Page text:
Stock futures move off lows after unemployment rate remains steady at 9.6 percentBy Stephen Bernard, AP
Friday, October 8, 2010
Stock futures off lows after jobs report
NEW YORK — Stocks futures are moving off their lows, but still down after the government said the unemployment remained unchanged at 9.6 percent.
Private employers added 64,000 jobs last month, less than were economists had expected. Overall, 95,000 jobs were cut including government layoffs.
High unemployment remains a major hurdle as economic growth continues to be sluggish. The Labor Department’s report Friday did little to alter views about the pace of recovery.
Dow Jones industrial average futures are down 26, or 0.2 percent, at 10,886. S&P 500 futures are down 3, or 0.2 percent, at 1,153, while Nasdaq 100 futures are down 3, or 0.2 percent, at 2,011.
THIS IS A BREAKING NEWS UPDATE. Check back soon for further information. AP’s earlier story is below.
NEW YORK (AP) — Traders sent stock futures lower as they bet Friday’s employment report would show little improvement in the jobs sector.
The market couldn’t even get a lift from a relatively upbeat earnings report from Alcoa Inc. as the jobs report dominated investors’ attention. Alcoa’s earnings are historically considered a barometer for how corporate earnings might fare.
High unemployment remains a major hurdle as economic growth continues to be sluggish. The Labor Department’s report, considered the most important on the economic calendar, is unlikely to alter anyone’s perception about the strength of the economy.
However, while the jobs report is expected to be weak, there could be a silver lining. There are growing expectations that the Federal Reserve will try to stimulate the economy through the purchase of government bonds. Anticipation of such a move has driven bond yields and the dollar sharply lower in recent days, though they both rose slightly Friday.
A gloomy jobs report could give the Fed more incentive to act.
The Fed’s goal, if it starts buying bonds again, would be to drive interest rates down further from their already low levels and spark borrowing and spending. Lower rates could also eventually drive investors into riskier assets like stocks or into currencies in countries with more attractive interest rates.
Ahead of the opening bell, Dow Jones industrial average futures fell 33, or 0.3 percent, to 10,879. Standard & Poor’s 500 index futures fell 4.20, or 0.4 percent, to 1,152.30, while Nasdaq 100 index futures fell 9.25, or 0.5 percent, to 2,004.75.
The yield on the 10-year Treasury note, which is often used as a gauge to set rates on loans, rose to 2.40 percent from 2.38 percent late Thursday.
The dollar rose slightly against other currencies and gold slipped to $1,329.90 an ounce, a day after hitting a record high of $1,366.00. Gold has been soaring as traders consider it a safe alternative to the dollar.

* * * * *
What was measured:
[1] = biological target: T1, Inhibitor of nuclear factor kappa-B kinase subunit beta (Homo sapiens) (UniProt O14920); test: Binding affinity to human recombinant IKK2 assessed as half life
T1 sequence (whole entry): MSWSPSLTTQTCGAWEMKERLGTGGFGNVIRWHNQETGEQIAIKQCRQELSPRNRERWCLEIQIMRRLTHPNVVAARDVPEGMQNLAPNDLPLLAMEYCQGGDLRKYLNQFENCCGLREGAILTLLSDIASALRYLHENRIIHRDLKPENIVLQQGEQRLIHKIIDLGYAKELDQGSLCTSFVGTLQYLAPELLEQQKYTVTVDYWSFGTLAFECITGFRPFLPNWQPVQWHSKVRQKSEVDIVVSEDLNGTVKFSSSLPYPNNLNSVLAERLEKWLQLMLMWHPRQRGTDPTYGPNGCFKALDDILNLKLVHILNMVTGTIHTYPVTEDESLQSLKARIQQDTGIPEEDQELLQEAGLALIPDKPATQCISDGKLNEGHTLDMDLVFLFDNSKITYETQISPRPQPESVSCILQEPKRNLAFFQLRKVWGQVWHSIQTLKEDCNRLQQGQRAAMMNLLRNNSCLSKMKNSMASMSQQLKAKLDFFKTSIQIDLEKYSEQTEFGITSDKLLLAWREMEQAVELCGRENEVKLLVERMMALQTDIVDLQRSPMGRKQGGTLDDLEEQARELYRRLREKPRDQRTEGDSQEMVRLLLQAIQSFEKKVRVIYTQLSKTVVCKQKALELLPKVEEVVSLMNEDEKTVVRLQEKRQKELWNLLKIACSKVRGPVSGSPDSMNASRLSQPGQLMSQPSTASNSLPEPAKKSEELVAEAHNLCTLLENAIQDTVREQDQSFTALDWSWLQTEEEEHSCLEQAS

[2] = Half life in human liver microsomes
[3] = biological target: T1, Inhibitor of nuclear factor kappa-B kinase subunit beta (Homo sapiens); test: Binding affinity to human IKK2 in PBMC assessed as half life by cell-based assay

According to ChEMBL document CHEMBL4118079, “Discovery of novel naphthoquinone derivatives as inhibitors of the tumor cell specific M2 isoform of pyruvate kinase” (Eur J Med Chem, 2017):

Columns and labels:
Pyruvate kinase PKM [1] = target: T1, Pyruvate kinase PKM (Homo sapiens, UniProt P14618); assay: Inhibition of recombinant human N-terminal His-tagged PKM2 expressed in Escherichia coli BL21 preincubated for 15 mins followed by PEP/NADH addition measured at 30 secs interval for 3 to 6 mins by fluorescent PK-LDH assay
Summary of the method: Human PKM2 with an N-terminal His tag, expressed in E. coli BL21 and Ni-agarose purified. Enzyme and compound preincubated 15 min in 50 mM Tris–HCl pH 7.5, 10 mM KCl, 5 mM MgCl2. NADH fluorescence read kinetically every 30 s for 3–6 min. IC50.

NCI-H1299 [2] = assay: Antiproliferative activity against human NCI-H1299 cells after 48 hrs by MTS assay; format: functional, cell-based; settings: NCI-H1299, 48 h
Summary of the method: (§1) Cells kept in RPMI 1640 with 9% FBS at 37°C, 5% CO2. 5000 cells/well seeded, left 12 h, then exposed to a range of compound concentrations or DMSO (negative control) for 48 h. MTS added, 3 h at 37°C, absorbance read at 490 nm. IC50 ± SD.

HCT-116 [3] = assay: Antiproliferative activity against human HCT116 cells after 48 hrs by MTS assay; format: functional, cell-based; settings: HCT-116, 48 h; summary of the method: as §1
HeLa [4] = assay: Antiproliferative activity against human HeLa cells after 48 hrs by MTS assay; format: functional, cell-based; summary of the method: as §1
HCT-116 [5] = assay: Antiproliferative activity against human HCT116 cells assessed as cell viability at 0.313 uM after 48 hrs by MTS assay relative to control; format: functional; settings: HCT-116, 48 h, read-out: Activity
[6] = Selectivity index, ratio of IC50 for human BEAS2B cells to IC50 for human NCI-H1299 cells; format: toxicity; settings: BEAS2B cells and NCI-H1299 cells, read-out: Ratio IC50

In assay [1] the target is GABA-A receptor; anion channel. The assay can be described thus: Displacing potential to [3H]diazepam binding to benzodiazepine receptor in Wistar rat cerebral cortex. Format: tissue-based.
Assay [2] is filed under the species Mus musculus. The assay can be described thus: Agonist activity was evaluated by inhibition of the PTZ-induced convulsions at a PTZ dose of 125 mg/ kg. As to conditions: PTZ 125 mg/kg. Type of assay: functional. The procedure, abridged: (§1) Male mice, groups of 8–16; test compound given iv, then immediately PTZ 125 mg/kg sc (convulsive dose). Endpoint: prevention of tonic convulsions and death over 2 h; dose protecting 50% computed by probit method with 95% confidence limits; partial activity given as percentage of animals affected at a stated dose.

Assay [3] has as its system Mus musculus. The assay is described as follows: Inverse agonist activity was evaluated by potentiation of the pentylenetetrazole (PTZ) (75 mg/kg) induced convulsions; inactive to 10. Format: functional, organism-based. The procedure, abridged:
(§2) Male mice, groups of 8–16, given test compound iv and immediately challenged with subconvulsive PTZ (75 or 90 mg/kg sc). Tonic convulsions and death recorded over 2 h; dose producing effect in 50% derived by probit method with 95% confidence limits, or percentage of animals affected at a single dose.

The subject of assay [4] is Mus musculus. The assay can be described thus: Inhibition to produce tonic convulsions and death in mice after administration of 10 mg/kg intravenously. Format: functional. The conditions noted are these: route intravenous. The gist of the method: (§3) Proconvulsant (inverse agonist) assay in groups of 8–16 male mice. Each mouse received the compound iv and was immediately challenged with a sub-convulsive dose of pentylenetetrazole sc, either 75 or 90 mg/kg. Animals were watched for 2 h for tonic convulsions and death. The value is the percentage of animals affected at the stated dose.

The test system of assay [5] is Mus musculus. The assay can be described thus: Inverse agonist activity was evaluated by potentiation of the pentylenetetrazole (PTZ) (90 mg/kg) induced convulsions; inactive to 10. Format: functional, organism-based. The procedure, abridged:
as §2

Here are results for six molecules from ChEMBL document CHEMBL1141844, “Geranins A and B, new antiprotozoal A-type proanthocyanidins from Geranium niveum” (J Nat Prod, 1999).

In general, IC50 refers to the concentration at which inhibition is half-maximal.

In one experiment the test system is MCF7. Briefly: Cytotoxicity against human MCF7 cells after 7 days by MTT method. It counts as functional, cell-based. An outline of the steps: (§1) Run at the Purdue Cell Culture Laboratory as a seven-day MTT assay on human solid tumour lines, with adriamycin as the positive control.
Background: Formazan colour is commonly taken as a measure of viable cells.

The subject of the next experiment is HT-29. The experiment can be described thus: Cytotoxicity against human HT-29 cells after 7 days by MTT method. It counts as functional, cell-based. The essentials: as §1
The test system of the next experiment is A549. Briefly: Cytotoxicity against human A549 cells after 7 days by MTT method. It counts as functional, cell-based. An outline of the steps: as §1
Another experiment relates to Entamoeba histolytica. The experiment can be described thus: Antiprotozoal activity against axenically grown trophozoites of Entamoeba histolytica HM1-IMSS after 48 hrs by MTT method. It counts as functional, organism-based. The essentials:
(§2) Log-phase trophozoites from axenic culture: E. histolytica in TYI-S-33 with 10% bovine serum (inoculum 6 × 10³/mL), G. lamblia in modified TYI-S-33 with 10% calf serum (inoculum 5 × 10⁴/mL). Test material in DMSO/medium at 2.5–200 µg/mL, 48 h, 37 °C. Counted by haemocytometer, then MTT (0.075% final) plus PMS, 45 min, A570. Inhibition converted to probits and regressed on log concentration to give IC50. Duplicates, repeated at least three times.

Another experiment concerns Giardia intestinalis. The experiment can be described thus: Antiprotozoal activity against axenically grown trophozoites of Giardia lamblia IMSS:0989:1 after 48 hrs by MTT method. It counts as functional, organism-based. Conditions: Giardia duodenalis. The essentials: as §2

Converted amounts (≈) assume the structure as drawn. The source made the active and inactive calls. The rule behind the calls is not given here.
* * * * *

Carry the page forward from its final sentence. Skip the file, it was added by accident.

The dollar hit an eight-month low against the euro Thursday and has recently touched a 15-year low against Japan’s yen. It has been under pressure because traders expect any action by the Fed would effectively add billions of dollars into the currency market.
The likely keys to the jobs report will be the number of jobs private employers added and the overall unemployment rate.
Economists predict private employers added 75,000 jobs last month, which isn’t enough to even keep up with population growth. The unemployment rate likely crept up to 9.7 percent last month from 9.6 percent in August as more people looked for work than were actually hired.
Weekly reports on first-time unemployment claims have consistently fallen over the past few weeks, but still not enough to indicate employers are ready to ramp up hiring. Payroll company ADP said Wednesday that private employers slashed jobs in September for the first time in seven months.
Employers have not started hiring a lot of workers because of worries about potential tax hikes and unknown costs associated with health care and financial regulatory reform passed earlier this year. Consumers have also kept their spending down, which has kept a lid on hiring.
In corporate news, Alcoa’s third-quarter profit slightly beat analysts’ expectations and increased its expectation for global aluminum consumption. Many companies have said international operations will be the driving factor in improving profits in the coming quarters because U.S. growth is so slow.
Shares of the aluminum maker, which is the first Dow Jones industrial average component to report earnings for the third quarter, rose 32 cents, or 2.6 percent, to $12.52 in pre-opening trading.
Overseas, Britain’s FTSE 100 fell 0.8 percent, Germany’s DAX index dropped 0.2 percent, and France’s CAC-40 slid 0.5 percent. Japan’s Nikkei stock average fell 1 percent.
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